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Skinner knocked off Labour executive – election interference seems a yearly event

Dennis Skinner1Dennis Skinner was yesterday unceremoniously booted off Labour’s national executive by Labour MPs. Voting for two of the three seats representing backbench MPs and all MEPs (Margaret Beckett was elected unopposed under gender balance requirements) put chalenger John Healey miles ahead on 216, with Steve Rotherham edging Dennis Skinner out by 133 to 121. Dennis Skinner has represented backbench MPs on the executive for 15 years and had previously represented constituency parties for twenty years until a ban on MPs standing in that section was introduced. As we reported last week:

Given the closeness of some recent votes on the NEC and the fact that both Steve Rotherham and Dennis Skinner are known to speak their minds and vote accordingly, it isn’t difficult to work out what is going on in this contest.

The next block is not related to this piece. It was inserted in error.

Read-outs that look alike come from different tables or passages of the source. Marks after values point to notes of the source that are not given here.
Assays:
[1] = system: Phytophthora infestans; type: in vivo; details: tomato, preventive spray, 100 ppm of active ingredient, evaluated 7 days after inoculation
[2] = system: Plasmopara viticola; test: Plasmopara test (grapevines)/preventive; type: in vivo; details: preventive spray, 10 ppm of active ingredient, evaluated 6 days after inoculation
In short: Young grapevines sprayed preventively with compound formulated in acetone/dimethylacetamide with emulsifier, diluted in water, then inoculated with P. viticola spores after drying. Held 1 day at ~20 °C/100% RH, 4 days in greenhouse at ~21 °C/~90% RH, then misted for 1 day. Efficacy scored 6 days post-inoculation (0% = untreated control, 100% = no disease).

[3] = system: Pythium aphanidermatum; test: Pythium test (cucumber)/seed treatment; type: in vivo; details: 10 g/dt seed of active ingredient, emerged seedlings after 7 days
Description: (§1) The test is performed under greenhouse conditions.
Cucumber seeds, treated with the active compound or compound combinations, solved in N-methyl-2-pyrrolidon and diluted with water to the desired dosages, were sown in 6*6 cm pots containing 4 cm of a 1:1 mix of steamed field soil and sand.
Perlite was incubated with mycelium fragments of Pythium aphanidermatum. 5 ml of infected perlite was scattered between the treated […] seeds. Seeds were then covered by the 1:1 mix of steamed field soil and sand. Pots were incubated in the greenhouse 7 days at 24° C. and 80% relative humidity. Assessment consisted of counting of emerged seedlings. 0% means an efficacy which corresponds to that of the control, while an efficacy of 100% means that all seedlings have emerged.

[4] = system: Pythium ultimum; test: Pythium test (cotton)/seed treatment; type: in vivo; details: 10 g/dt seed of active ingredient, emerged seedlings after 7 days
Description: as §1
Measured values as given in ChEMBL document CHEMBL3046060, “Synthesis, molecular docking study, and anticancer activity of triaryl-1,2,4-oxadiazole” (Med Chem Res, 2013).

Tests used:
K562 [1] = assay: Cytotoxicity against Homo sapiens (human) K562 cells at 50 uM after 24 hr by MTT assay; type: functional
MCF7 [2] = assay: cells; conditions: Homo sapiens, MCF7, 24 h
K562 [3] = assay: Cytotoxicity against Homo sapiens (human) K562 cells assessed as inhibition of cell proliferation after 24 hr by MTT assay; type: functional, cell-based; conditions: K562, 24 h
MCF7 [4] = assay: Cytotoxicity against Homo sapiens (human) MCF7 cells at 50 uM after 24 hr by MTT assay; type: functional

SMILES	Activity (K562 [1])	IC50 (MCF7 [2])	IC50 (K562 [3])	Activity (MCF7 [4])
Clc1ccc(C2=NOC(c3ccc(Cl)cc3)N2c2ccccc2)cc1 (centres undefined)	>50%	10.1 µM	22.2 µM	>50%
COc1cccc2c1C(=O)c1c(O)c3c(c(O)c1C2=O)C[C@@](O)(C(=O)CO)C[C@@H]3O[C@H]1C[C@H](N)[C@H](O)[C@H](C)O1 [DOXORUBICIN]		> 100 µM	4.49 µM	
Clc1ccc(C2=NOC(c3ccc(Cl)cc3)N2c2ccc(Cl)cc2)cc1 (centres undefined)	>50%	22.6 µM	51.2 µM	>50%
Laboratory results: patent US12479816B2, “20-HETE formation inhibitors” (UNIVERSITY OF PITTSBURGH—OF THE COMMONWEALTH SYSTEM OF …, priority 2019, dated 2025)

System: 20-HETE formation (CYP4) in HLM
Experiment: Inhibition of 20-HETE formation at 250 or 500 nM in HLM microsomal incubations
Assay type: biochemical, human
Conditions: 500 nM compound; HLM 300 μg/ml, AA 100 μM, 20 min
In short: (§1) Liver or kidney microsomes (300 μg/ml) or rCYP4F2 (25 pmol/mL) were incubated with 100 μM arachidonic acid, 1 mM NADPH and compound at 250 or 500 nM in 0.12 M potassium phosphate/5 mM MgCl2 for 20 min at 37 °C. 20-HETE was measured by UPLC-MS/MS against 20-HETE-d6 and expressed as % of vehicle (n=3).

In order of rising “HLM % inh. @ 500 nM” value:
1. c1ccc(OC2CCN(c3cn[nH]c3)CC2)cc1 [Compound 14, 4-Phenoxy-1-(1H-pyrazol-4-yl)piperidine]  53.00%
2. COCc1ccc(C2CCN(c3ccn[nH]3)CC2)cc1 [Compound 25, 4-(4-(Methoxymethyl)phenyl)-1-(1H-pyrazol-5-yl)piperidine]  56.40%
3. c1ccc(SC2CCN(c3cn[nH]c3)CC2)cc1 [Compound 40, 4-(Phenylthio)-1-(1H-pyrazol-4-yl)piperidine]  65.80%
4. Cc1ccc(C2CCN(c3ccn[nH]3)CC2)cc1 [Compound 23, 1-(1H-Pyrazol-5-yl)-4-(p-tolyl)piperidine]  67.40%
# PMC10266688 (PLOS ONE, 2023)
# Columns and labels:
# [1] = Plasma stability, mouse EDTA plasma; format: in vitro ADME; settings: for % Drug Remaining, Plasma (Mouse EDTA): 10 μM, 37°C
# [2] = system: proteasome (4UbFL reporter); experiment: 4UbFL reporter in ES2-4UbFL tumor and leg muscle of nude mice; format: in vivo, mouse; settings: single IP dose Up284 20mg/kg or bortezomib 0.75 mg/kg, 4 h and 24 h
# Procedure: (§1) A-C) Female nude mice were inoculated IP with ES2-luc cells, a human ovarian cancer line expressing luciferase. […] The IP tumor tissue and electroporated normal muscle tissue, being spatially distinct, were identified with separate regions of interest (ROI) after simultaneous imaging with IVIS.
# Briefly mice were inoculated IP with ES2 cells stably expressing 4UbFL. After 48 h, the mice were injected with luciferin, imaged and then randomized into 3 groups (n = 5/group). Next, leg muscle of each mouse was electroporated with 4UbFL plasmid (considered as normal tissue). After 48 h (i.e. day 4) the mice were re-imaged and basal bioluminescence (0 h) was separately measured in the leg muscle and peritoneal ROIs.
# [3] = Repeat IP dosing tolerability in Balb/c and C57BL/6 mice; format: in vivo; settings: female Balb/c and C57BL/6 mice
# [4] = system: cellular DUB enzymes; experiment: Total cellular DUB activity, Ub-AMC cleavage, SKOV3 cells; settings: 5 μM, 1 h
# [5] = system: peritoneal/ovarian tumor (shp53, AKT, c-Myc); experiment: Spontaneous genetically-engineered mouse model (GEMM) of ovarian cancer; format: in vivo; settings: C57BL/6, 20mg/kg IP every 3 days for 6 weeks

Although those standing must be backbench MPs (or MEPs), the electorate includes all MPs (in accordance with party rules although in the last election, in error,  only backbenchers were allowed to vote). With the front bench entitled to a vote, it is very easy for the leader’s office to influence the outcome.

There are likely to have been a substantial number of trade union and left MPs who will have voted for both Dennis Skinner and Steve Rotherham – almost certainly a clear majority of each of their votes. With an electorate of 258MPs and 20 MEPs, arithmetically, we know that there were up to 43 abstentions plus up to 86 people who voted for only one candidate. We can therefore deduce that there must have been a significant number of voters who cast just one vote for John Healey.